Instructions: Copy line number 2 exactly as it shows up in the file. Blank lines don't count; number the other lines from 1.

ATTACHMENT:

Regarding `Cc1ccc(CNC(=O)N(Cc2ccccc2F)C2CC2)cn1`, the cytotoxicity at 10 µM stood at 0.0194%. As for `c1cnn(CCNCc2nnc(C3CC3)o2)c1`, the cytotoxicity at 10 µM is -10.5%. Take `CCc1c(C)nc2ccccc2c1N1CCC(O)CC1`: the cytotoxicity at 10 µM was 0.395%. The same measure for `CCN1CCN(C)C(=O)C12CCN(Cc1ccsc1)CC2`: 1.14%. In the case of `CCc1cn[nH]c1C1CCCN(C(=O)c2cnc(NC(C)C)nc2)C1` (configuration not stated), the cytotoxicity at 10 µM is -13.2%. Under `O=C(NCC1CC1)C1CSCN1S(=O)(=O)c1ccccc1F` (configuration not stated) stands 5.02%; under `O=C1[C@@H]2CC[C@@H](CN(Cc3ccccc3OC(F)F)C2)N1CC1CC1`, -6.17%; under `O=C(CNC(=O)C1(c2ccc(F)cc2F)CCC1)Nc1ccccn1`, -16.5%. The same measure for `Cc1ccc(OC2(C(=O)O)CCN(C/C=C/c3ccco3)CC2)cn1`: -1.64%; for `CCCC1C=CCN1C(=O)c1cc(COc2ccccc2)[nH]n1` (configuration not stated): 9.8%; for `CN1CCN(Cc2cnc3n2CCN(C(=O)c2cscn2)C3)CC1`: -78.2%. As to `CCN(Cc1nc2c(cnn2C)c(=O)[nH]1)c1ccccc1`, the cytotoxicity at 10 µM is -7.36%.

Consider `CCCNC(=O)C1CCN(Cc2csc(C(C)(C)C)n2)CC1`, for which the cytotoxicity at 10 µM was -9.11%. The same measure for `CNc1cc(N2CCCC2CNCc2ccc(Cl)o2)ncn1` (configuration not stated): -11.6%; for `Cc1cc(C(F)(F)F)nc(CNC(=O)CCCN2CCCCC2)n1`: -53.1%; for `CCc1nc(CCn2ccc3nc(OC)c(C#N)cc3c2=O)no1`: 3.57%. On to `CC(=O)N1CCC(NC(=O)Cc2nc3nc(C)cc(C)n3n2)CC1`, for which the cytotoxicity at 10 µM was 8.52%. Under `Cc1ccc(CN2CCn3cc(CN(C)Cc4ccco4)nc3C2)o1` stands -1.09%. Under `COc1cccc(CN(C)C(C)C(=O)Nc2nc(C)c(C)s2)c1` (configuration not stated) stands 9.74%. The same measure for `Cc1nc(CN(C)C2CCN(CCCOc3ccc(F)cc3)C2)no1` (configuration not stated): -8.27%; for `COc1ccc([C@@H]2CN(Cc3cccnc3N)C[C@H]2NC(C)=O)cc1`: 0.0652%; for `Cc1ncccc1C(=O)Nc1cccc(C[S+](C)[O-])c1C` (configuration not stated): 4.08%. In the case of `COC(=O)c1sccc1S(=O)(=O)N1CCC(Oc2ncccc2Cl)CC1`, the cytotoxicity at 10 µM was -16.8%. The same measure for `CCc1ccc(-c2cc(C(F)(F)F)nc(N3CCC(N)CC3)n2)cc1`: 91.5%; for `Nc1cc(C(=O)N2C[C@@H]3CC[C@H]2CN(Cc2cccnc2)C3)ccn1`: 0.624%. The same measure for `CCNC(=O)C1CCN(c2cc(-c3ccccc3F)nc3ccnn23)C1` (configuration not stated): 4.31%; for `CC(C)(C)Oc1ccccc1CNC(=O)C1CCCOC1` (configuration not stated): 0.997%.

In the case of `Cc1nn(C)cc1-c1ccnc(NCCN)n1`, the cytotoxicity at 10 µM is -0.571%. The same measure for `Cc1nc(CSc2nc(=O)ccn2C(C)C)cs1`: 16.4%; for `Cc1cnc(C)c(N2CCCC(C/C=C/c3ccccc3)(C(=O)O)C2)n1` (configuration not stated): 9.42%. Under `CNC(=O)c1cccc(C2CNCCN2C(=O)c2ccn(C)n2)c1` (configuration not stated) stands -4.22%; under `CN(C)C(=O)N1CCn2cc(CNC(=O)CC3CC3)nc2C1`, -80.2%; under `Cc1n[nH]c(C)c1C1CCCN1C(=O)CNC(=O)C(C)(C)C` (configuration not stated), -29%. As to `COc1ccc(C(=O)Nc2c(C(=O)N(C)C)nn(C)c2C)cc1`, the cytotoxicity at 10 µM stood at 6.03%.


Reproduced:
Consider `CCCNC(=O)C1CCN(Cc2csc(C(C)(C)C)n2)CC1`, for which the cytotoxicity at 10 µM was -9.11%. The same measure for `CNc1cc(N2CCCC2CNCc2ccc(Cl)o2)ncn1` (configuration not stated): -11.6%; for `Cc1cc(C(F)(F)F)nc(CNC(=O)CCCN2CCCCC2)n1`: -53.1%; for `CCc1nc(CCn2ccc3nc(OC)c(C#N)cc3c2=O)no1`: 3.57%. On to `CC(=O)N1CCC(NC(=O)Cc2nc3nc(C)cc(C)n3n2)CC1`, for which the cytotoxicity at 10 µM was 8.52%. Under `Cc1ccc(CN2CCn3cc(CN(C)Cc4ccco4)nc3C2)o1` stands -1.09%. Under `COc1cccc(CN(C)C(C)C(=O)Nc2nc(C)c(C)s2)c1` (configuration not stated) stands 9.74%. The same measure for `Cc1nc(CN(C)C2CCN(CCCOc3ccc(F)cc3)C2)no1` (configuration not stated): -8.27%; for `COc1ccc([C@@H]2CN(Cc3cccnc3N)C[C@H]2NC(C)=O)cc1`: 0.0652%; for `Cc1ncccc1C(=O)Nc1cccc(C[S+](C)[O-])c1C` (configuration not stated): 4.08%. In the case of `COC(=O)c1sccc1S(=O)(=O)N1CCC(Oc2ncccc2Cl)CC1`, the cytotoxicity at 10 µM was -16.8%. The same measure for `CCc1ccc(-c2cc(C(F)(F)F)nc(N3CCC(N)CC3)n2)cc1`: 91.5%; for `Nc1cc(C(=O)N2C[C@@H]3CC[C@H]2CN(Cc2cccnc2)C3)ccn1`: 0.624%. The same measure for `CCNC(=O)C1CCN(c2cc(-c3ccccc3F)nc3ccnn23)C1` (configuration not stated): 4.31%; for `CC(C)(C)Oc1ccccc1CNC(=O)C1CCCOC1` (configuration not stated): 0.997%.